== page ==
This week on The Scariest Part, my guest is Carrie Laben. I’ve known Carrie for many years now, and in that time I’ve been lucky enough to watch her writing career flourish. Now her long-awaited debut novel has finally arrived, titled A Hawk in the Woods. Here is the publisher’s description:
When newscaster Abby Waite is diagnosed with a potentially terminal illness, she decides to do the logical thing…break her twin sister Martha out of prison and hit the road. Their destination is the Waite family cabin in Minnesota where Abby plans a family reunion of sorts. But when you come from a family where your grandfather frequently took control of your body during your youth, where your mother tried to inhabit your mind and suck your youthful energies out of you, and where so many dark secrets — and bodies, even — are buried, such a family meeting promises to be nothing short of complicated…
And now, let’s hear what the scariest part was for Carrie Laben:
A Hawk in the Woods deals with many sorts of primal fears — everything from terminal illness to body theft and mind control to running from the law to deep-rooted betrayals by the people who should be our closest allies. There are also two separate gun fights, an oil tanker explosion, a car crash, and a mortal threat to an adorable Labrador Retriever.
The most frightening scene to write wasn’t any of those.
It also wasn’t the scene with the necromancy, or the one where the protagonists are arrested by a bad cop from a backwater jurisdiction, or the one where the titular hawk nearly scalps one of the main characters.
The scene that shook me while I was writing it takes place in an elementary school classroom, and if you were observing the characters from the outside nothing particularly dramatic happens. A teacher takes a dislike to the main character, Abby, and her twin sister Martha. After a classmate dies, she finally gives full vent to this dislike — first by confiscating the plastic beaded bracelet that Abby can’t help fidgeting with, and then by making her lead the class in prayer. Both of these actions seem minor, and if the teacher were defending herself she could easily make them sound reasonable in context — but their impact is maximum cruelty to someone who can’t fight back.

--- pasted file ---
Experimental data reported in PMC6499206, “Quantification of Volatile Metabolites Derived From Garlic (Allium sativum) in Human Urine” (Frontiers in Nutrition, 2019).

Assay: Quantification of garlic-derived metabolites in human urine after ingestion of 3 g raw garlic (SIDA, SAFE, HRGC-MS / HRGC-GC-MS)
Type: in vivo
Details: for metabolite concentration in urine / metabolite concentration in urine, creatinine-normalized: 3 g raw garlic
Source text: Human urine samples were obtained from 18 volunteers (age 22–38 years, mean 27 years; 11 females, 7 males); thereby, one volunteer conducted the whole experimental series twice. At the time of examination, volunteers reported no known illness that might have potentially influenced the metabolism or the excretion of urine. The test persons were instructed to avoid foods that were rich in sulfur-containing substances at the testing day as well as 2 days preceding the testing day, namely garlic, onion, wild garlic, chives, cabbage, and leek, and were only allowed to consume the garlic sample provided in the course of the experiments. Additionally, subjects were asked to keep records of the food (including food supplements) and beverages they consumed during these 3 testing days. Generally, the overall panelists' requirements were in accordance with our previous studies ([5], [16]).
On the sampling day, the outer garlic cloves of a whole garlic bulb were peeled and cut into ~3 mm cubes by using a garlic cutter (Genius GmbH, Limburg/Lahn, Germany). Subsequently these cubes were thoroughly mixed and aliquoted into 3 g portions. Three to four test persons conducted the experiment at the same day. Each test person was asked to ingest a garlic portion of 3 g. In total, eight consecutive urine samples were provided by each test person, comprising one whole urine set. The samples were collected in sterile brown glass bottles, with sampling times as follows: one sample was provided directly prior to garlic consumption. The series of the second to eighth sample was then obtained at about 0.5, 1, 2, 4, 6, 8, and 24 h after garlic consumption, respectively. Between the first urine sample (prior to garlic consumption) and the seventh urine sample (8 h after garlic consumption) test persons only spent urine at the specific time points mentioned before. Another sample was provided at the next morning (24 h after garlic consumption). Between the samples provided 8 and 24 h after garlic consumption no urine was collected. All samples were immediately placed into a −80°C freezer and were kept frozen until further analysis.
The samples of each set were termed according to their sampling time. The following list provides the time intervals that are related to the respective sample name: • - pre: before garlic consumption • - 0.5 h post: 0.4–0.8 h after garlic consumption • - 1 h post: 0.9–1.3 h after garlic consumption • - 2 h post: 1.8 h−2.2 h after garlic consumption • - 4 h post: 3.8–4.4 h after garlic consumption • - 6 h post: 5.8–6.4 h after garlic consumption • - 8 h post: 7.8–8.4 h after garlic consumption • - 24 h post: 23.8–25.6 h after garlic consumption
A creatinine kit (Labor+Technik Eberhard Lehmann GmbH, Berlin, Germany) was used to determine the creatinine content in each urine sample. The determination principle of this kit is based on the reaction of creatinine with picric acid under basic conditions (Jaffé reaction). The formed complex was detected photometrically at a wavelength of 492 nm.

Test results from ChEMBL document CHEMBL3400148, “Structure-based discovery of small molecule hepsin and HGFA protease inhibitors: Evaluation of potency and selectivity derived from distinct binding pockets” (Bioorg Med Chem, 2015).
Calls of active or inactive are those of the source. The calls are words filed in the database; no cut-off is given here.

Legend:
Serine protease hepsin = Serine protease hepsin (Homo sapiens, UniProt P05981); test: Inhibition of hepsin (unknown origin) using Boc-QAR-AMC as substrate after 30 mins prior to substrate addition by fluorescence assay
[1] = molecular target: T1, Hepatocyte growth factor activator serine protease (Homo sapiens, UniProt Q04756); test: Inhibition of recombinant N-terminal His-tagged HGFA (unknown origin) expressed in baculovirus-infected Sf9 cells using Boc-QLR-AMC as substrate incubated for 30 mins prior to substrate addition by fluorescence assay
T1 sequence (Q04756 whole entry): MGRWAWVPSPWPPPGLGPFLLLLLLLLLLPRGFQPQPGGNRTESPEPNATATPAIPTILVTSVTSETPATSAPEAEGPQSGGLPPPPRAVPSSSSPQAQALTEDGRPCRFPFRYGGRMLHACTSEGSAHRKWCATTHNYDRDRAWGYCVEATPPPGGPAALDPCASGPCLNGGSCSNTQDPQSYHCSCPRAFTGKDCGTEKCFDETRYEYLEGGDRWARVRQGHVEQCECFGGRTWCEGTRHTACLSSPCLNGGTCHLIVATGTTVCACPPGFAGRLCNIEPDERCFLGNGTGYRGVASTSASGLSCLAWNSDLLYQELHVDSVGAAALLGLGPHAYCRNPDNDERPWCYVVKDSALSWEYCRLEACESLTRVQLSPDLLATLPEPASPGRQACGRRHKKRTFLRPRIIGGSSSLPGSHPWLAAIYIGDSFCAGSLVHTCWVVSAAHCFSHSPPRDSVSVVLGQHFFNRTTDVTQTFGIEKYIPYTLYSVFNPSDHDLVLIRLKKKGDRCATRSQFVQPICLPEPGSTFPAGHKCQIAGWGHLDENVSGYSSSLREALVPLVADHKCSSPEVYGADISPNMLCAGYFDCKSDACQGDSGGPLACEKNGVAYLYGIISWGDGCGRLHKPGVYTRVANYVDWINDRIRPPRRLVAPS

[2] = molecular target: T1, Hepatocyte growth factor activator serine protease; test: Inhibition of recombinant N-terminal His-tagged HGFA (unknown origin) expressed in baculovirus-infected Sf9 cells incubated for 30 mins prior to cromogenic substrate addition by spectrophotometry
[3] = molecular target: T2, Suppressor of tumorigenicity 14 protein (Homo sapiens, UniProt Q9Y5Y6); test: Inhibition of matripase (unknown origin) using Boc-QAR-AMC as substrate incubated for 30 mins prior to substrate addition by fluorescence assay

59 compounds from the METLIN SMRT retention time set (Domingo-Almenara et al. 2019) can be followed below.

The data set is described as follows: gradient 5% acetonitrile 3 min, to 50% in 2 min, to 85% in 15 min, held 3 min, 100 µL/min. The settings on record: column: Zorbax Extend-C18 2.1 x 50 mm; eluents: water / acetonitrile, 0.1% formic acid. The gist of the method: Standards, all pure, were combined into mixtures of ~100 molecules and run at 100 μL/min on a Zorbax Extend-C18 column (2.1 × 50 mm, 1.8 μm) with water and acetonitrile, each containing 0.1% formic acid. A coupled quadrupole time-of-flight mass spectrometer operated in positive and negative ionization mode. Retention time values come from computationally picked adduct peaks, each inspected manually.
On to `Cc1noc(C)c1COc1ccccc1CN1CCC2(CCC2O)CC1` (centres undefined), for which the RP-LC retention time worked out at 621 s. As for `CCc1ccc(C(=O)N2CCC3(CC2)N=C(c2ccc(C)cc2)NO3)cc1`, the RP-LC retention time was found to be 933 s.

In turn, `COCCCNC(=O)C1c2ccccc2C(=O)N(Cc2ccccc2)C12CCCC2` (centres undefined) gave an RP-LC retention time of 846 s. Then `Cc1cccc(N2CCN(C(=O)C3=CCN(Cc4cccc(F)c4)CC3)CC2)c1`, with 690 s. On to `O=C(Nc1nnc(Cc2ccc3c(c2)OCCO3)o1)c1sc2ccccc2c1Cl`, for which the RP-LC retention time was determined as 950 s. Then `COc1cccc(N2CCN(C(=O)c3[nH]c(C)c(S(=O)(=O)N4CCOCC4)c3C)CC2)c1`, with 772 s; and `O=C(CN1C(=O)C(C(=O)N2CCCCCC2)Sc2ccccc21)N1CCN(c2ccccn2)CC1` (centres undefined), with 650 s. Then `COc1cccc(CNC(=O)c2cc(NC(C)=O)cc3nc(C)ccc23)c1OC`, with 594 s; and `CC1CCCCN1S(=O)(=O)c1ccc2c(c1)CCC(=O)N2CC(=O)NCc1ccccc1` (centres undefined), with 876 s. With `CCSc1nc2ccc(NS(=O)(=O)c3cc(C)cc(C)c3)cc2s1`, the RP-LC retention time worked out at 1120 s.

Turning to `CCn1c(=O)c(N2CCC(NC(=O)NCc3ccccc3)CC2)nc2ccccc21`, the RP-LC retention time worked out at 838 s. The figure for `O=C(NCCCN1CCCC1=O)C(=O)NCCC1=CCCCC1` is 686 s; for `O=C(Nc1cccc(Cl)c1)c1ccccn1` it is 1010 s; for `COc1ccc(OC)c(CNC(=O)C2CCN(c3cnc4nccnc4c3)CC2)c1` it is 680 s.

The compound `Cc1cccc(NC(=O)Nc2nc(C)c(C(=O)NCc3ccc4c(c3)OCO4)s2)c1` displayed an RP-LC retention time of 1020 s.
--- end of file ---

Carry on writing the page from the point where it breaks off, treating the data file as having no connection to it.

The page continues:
Quiet as it is, this scene functions as a hinge in the novel. Abby and Martha’s grandfather’s magic is what killed the other child, so in a way they are implicated — but they’re also innocent. The teacher’s aggressive actions intensifies the preexisting wedge between the twins and the other children. The teacher, in her role as an authority, chooses to play up the difference between Abby and her family and everyone else in the community — a difference Abby already recognizes, but in a different world might have overcome.
While I was writing this scene I found myself on the edge of tears several times. I’ve never experienced anything directly parallel, but I chose to draw from a teacher of my own who was convinced that I was cheating when I wasn’t. That sensation of being inescapably labelled, humiliated, and dismissed in front of an audience — and of being in the hands of an irrational authority with no recourse — was what I really wanted to capture.
I’ve never been in a gunfight, or an oil tanker explosion, or at a necromantic rite. But I’ve been a child and felt powerless while an adult — a teacher, who I was supposed to admire and respect — looked at me and categorized me and punished me based on that categorization. And that feeling obviously stuck with me. When I was labelled, I knew it was unfair but I also knew that protesting or arguing would do no good. This is what Abby senses as well. She’s in a no-win situation. She is powerless, and the powerlessness is terrifying.
But the momentary sense of powerlessness, while awful, isn’t the scariest part of this scariest part. Instead, it’s what happens after. For me, I had many other sources of validation — parents, other teachers, and a few friends who believed in me, hobbies and activities in which I could thrive, a life well beyond this one snap judgement (including growing up and writing a book! With names changed to protect the innocent, of course.) What Abby has, just about all she has, is a family history of dark magic — magic she won’t hesitate to use in self-defense, and continue to use down the years against a community that made her an outsider.
Carrie Laben is the author of the novel A Hawk in the Woods, published March 26, 2019 by Word Horde. Her work has also appeared in such venues as Apex, Birding, The Dark, Electric Literature, Indiana Review, Okey-Panky, and Outlook Springs, as well as many anthologies. In 2017 she won the Shirley Jackson Award in Short Fiction for her story “Postcards from Natalie” and Duke University’s Documentary Essay Prize for the essay “The Wrong Place”. She has been a MacDowell Fellow and a resident at the Anne LaBastille Memorial Residency and Brush Creek. She holds an MFA from the University of Montana and now resides in Queens, where she spends a lot of time looking at birds.